Wills credits the Barnharts’ deep convictions for the unusual gift. “They actually don’t believe that they own their company anyway. It wasn’t theirs; it was God’s. They were just taking care of it for him,” Wills says. “When they gave away their company, it didn’t change their life at all, Alan will say. It significantly changed their balance sheet, but it didn’t change their lives.”
The Barnharts are not alone in giving away their source of income. The National Christian Foundation has developed a specialty in working with entrepreneurs who want to donate businesses, parts of businesses, or other assets—which helps account for the foundation’s explosive growth. NCF grew from a two-person operation three decades ago to the 19th biggest American recipient of private gifts, topping Harvard, Yale, and the American Heart Association in 2012. The foundation has received about $1 billion worth of companies since it started facilitating that type of giving in 2002, Wills says.
NCF isn’t the only foundation that is channeling entrepreneurial gifts to charity. The Greater Houston Community Foundation owns about 12 percent of local businessman Leo Linbeck III’s construction, real estate, health care, and education firm, Aquinas Companies, which earns $500 million in annual revenues. The plan, Linbeck says, is to transfer more and more of the company to a supporting organization of the foundation. By the time he dies, if not before, he wants the foundation to own it all, though the Linbeck family will still steer the firm and run its day-to-day operations.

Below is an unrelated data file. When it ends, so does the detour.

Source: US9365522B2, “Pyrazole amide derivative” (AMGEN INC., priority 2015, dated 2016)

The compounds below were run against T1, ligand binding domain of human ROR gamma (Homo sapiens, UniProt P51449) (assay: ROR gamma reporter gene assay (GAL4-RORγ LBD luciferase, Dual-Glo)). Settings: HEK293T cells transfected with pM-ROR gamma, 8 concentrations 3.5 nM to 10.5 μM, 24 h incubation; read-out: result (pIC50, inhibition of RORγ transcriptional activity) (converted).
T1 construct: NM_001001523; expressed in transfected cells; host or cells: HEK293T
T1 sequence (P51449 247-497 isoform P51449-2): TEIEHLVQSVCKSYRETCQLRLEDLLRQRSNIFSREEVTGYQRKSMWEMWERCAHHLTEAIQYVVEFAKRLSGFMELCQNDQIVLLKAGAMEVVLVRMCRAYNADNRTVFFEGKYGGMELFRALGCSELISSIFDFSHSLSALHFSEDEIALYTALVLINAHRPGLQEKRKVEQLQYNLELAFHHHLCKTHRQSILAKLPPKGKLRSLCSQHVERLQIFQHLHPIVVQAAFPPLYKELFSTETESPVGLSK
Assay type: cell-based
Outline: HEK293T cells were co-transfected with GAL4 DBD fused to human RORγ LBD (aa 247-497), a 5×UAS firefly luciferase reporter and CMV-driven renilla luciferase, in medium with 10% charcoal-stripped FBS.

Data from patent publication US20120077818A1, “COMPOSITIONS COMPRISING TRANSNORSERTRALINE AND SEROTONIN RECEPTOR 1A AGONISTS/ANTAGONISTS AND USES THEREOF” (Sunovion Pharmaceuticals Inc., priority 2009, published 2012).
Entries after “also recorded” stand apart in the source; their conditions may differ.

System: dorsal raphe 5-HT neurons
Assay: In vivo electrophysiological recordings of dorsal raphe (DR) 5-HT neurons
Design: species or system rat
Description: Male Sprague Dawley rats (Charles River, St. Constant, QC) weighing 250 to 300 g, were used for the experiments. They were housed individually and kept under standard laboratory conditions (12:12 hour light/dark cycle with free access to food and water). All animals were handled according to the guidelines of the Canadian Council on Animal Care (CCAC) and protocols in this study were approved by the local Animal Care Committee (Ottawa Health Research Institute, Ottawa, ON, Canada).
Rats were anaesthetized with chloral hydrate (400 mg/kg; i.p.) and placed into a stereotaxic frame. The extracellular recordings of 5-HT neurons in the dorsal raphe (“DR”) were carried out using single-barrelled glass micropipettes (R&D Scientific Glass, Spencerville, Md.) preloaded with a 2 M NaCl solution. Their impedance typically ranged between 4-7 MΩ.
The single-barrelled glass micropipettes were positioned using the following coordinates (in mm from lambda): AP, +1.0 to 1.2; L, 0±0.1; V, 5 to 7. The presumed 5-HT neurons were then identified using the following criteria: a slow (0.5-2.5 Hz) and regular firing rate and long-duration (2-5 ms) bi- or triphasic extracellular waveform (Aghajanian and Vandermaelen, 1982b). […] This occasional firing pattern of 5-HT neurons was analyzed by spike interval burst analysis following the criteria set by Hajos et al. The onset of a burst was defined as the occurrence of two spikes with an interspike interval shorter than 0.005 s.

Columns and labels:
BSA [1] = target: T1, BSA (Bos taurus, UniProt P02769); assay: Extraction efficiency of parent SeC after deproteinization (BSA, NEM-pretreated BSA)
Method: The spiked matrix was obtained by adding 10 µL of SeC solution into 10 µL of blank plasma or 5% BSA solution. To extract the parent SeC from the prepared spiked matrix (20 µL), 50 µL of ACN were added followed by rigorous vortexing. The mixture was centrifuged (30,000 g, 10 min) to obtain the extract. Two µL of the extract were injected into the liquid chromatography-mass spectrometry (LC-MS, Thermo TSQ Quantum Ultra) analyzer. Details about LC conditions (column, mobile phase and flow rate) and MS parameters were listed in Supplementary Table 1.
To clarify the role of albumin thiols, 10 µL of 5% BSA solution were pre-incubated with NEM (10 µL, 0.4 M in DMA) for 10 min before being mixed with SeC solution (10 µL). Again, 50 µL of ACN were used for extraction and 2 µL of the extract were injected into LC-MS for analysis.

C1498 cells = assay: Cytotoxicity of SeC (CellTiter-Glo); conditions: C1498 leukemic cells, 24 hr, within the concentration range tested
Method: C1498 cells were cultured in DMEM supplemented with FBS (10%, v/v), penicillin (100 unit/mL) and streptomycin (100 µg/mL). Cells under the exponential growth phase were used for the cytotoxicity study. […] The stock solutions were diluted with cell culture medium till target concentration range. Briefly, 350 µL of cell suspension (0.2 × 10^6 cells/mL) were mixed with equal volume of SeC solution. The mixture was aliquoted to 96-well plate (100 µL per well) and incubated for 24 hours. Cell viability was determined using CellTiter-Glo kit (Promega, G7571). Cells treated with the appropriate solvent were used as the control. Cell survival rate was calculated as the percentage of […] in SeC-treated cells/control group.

For Linbeck, the choice to give away his company came down to one principle: stewardship. He wanted to work to benefit others, and did not want his family to feel entitled to wealth. Yet he thought a for-profit business was the best way to help people. “From an overall societal benefit standpoint, there’s a whole lot more benefit that comes out of for-profit businesses than philanthropic contributions,” he says.
In addition to gradually shifting the ownership of Aquinas to the community foundation, Linbeck also funnels 10 percent of its annual profits to GHCF, reinvesting the other 90 percent in business operations. Linbeck, a devout Catholic, calls that a tithe. His idea of stewardship, he says, emerges from a Catholic worldview in which wealth and work should be dedicated to human relationships more than to personal consumption. Yet he is matter-of-fact about his generosity. “There are not that many branches in the decision tree,” he says. “When you’ve got enough to consume, and you’re satisfied, and you don’t want to consume anymore, you’ve got to do something with it.”
For both Linbeck and the Barnharts, giving is inspired by deeply rooted spiritual beliefs. “Giving feeds our soul,” says Katherine Barnhart. “Giving has us looking outward. It requires something of who you are. We are giving in order to serve the God that we love.”
Liz Essley Whyte is managing editor of Philanthropy.